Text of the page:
Please note: This concert is in the past and has already taken place.

Then Only the Empty Spaces

Part of the Bloomsbury Chamber Orchestra 2014-2015 Season

Add to my Calendar 31-10-2015 19:30 31-10-2015 21:30 36 Then Only the Empty Spaces This concert by the Bloomsbury Chamber Orchestra features works associated with the First World War, in one respect or another. The works of George Butterworth, who was killed on the Somme in 1916, occupies a position in music equivalent to that inhabited by Wilfred Owen in poetry. His orchestral rhapsody A Shropshire Lad, which opens the programme, acts as a postlude to Butterworth’s settings of A E Housman’s poetry cycle of the same name, and uses themes found in those songs. The Banks of Green Willow has become, for Butterworth, his "anthem of remembrance", for want of a better term.  In saying this, the work not only seems to paint an image of Butterworth himself, in music, but has also gained a position as a piece which somehow encapsulates so much of what the First World War meant for many.  It achieves this through a number of musical devices from the loan simplicity of the opening clarinet, via the agitated and impassioned central section to the reflective nature of the close. Love Blows as the Wind Blows is a short and beautiful song cycle, setting words by W E Henley for which the orchestra is joined by the excellent, Shropshire-based tenor, John Bowen. The remaining work in the first half of the concert is by Michael Turner, a resident of South Shropshire and Music Director of the Bloomsbury Chamber Orchestra. Then Only the Empty Spaces aims to depict in broad terms the dark days before the declaration of war, the early triumphalist attitude to the war, followed by the realisation of the horrors that beset those on the front line, and receives its London premiere at this concert. The orchestra is again joined by John Bowen for this work. The second half is given over to A Pastoral Symphony by Ralph Vaughan Williams. Vaughan Williams had served as an ambulance driver in France and this work, written in 1923, serves as a reminiscence in music of what he witnessed. The second movement includes a passage where the orchestral trumpet imitates the practicing of a bugler, that the composer encountered in France, whose attempts always included a wrong note. For the two vocalises for solo voice that appear at the end of the work, the orchestra will be joined by John Bowen once again. St James's Church, London DD/MM/YYYY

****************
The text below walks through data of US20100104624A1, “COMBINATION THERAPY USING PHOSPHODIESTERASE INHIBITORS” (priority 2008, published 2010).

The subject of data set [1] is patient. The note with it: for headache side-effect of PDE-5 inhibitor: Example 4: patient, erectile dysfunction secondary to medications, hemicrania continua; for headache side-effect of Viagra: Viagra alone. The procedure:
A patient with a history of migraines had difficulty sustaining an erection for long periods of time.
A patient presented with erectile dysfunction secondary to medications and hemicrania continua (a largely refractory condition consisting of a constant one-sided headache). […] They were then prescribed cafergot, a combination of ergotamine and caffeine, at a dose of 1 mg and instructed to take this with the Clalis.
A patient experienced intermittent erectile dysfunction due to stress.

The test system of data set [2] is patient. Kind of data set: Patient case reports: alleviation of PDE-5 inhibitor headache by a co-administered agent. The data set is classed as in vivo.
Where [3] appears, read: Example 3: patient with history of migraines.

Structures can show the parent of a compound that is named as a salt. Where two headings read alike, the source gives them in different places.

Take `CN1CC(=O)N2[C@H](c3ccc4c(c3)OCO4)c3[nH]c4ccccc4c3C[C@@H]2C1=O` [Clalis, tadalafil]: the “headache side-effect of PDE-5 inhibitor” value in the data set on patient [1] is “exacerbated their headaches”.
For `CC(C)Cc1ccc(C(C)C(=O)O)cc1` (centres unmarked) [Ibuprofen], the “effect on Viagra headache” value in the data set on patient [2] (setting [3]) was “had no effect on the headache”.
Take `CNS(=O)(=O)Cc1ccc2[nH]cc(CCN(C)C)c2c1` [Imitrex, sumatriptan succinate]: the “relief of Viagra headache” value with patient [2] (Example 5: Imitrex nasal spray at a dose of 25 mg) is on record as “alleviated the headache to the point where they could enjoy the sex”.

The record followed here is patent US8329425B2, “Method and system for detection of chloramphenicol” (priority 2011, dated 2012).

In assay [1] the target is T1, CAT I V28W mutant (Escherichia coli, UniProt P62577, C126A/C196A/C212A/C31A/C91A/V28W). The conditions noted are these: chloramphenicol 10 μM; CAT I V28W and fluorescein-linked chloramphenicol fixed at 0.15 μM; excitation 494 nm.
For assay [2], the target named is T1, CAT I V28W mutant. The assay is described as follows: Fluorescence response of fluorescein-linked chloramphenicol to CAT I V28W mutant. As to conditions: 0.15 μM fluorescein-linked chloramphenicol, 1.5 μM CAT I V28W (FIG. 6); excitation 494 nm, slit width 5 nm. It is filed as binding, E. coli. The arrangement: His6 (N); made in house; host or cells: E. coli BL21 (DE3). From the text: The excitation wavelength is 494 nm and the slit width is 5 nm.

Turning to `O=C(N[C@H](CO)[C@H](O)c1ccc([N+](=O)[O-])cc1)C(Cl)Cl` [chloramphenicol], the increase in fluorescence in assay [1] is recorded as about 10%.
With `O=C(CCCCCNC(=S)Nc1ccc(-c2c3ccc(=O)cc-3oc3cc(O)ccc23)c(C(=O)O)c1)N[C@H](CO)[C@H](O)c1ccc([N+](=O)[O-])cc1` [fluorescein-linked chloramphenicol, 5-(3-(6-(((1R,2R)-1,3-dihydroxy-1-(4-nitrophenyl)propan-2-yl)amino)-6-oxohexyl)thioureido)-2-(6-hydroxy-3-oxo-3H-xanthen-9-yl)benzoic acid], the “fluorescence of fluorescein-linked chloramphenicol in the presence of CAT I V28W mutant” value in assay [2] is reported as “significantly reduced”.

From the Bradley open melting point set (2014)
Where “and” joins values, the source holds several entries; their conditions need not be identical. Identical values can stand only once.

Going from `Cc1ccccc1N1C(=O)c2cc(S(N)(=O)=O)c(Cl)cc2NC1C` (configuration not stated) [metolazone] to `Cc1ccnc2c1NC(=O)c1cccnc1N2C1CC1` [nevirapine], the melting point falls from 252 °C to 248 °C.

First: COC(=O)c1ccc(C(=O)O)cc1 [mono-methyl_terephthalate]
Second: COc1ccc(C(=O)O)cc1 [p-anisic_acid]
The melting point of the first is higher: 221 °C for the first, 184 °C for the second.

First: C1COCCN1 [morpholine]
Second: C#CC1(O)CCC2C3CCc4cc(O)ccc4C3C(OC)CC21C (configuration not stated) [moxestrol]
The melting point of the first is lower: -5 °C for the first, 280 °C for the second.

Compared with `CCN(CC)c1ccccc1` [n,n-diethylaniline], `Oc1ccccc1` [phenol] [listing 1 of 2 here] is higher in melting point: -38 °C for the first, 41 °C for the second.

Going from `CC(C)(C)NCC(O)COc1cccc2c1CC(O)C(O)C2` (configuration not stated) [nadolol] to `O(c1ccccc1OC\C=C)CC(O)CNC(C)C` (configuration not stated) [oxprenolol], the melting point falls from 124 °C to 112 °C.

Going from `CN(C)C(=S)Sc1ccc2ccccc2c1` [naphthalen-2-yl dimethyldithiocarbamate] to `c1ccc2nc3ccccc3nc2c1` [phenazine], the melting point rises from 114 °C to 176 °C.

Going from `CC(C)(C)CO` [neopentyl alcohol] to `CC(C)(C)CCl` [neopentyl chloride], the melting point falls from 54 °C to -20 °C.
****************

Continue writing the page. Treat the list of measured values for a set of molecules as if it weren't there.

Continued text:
Details

St James's Church
Sussex Gardens
Paddington

London
W2 3UD
England


Programme

George ButterworthA Shropshire Lad (Rhapsody for Full Orchestra)
George ButterworthThe Banks of Green Willow
George ButterworthLove Blows As The Wind Blows
Michael TurnerThen Only The Empty Spaces
~ Interval ~
Ralph Vaughan WilliamsPastoral Symphony (Symphony no.3)

Performers

John Bowen – tenor
Michael Turner – conductor

Bloomsbury Chamber Orchestra

Programme Note

This concert by the Bloomsbury Chamber Orchestra features works associated with the First World War, in one respect or another. The works of George Butterworth, who was killed on the Somme in 1916, occupies a position in music equivalent to that inhabited by Wilfred Owen in poetry. His orchestral rhapsody A Shropshire Lad, which opens the programme, acts as a postlude to Butterworth’s settings of A E Housman’s poetry cycle of the same name, and uses themes found in those songs.

The Banks of Green Willow has become, for Butterworth, his "anthem of remembrance", for want of a better term.  In saying this, the work not only seems to paint an image of Butterworth himself, in music, but has also gained a position as a piece which somehow encapsulates so much of what the First World War meant for many.  It achieves this through a number of musical devices from the loan simplicity of the opening clarinet, via the agitated and impassioned central section to the reflective nature of the close.

Love Blows as the Wind Blows is a short and beautiful song cycle, setting words by W E Henley for which the orchestra is joined by the excellent, Shropshire-based tenor, John Bowen.

The remaining work in the first half of the concert is by Michael Turner, a resident of South Shropshire and Music Director of the Bloomsbury Chamber Orchestra. Then Only the Empty Spaces aims to depict in broad terms the dark days before the declaration of war, the early triumphalist attitude to the war, followed by the realisation of the horrors that beset those on the front line, and receives its London premiere at this concert. The orchestra is again joined by John Bowen for this work.

The second half is given over to A Pastoral Symphony by Ralph Vaughan Williams. Vaughan Williams had served as an ambulance driver in France and this work, written in 1923, serves as a reminiscence in music of what he witnessed. The second movement includes a passage where the orchestral trumpet imitates the practicing of a bugler, that the composer encountered in France, whose attempts always included a wrong note. For the two vocalises for solo voice that appear at the end of the work, the orchestra will be joined by John Bowen once again.

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